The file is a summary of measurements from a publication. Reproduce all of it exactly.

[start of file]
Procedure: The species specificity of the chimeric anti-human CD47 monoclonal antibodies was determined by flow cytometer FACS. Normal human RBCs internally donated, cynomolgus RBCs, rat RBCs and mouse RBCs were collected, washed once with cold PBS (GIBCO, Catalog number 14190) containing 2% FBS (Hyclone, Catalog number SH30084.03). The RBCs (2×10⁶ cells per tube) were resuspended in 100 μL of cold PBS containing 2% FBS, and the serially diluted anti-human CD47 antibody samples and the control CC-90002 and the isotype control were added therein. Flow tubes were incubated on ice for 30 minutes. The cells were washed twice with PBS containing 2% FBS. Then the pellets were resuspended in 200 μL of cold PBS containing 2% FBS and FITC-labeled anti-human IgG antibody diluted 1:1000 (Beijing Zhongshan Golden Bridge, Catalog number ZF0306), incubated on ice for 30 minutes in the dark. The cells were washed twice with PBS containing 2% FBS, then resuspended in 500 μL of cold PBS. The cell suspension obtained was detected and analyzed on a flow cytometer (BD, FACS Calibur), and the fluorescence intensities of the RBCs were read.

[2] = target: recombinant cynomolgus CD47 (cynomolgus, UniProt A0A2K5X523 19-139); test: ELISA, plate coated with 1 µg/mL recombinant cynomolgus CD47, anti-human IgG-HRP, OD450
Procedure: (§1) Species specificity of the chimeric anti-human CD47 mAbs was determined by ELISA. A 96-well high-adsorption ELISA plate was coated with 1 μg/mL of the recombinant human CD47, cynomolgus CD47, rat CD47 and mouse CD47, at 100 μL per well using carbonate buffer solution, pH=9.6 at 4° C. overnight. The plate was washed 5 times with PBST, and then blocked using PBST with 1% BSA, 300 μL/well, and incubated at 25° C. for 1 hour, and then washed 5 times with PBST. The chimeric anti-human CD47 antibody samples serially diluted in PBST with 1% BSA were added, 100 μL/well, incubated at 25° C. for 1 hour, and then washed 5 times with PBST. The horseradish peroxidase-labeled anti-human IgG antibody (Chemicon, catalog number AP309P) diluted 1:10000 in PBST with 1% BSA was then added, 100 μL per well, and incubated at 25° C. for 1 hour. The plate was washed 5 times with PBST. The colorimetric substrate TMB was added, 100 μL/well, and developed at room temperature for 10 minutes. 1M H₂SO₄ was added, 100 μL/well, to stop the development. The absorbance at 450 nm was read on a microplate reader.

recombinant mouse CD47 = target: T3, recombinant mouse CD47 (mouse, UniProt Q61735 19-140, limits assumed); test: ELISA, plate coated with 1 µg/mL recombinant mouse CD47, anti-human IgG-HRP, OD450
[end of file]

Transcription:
Procedure: The species specificity of the chimeric anti-human CD47 monoclonal antibodies was determined by flow cytometer FACS. Normal human RBCs internally donated, cynomolgus RBCs, rat RBCs and mouse RBCs were collected, washed once with cold PBS (GIBCO, Catalog number 14190) containing 2% FBS (Hyclone, Catalog number SH30084.03). The RBCs (2×10⁶ cells per tube) were resuspended in 100 μL of cold PBS containing 2% FBS, and the serially diluted anti-human CD47 antibody samples and the control CC-90002 and the isotype control were added therein. Flow tubes were incubated on ice for 30 minutes. The cells were washed twice with PBS containing 2% FBS. Then the pellets were resuspended in 200 μL of cold PBS containing 2% FBS and FITC-labeled anti-human IgG antibody diluted 1:1000 (Beijing Zhongshan Golden Bridge, Catalog number ZF0306), incubated on ice for 30 minutes in the dark. The cells were washed twice with PBS containing 2% FBS, then resuspended in 500 μL of cold PBS. The cell suspension obtained was detected and analyzed on a flow cytometer (BD, FACS Calibur), and the fluorescence intensities of the RBCs were read.

[2] = target: recombinant cynomolgus CD47 (cynomolgus, UniProt A0A2K5X523 19-139); test: ELISA, plate coated with 1 µg/mL recombinant cynomolgus CD47, anti-human IgG-HRP, OD450
Procedure: (§1) Species specificity of the chimeric anti-human CD47 mAbs was determined by ELISA. A 96-well high-adsorption ELISA plate was coated with 1 μg/mL of the recombinant human CD47, cynomolgus CD47, rat CD47 and mouse CD47, at 100 μL per well using carbonate buffer solution, pH=9.6 at 4° C. overnight. The plate was washed 5 times with PBST, and then blocked using PBST with 1% BSA, 300 μL/well, and incubated at 25° C. for 1 hour, and then washed 5 times with PBST. The chimeric anti-human CD47 antibody samples serially diluted in PBST with 1% BSA were added, 100 μL/well, incubated at 25° C. for 1 hour, and then washed 5 times with PBST. The horseradish peroxidase-labeled anti-human IgG antibody (Chemicon, catalog number AP309P) diluted 1:10000 in PBST with 1% BSA was then added, 100 μL per well, and incubated at 25° C. for 1 hour. The plate was washed 5 times with PBST. The colorimetric substrate TMB was added, 100 μL/well, and developed at room temperature for 10 minutes. 1M H₂SO₄ was added, 100 μL/well, to stop the development. The absorbance at 450 nm was read on a microplate reader.

recombinant mouse CD47 = target: T3, recombinant mouse CD47 (mouse, UniProt Q61735 19-140, limits assumed); test: ELISA, plate coated with 1 µg/mL recombinant mouse CD47, anti-human IgG-HRP, OD450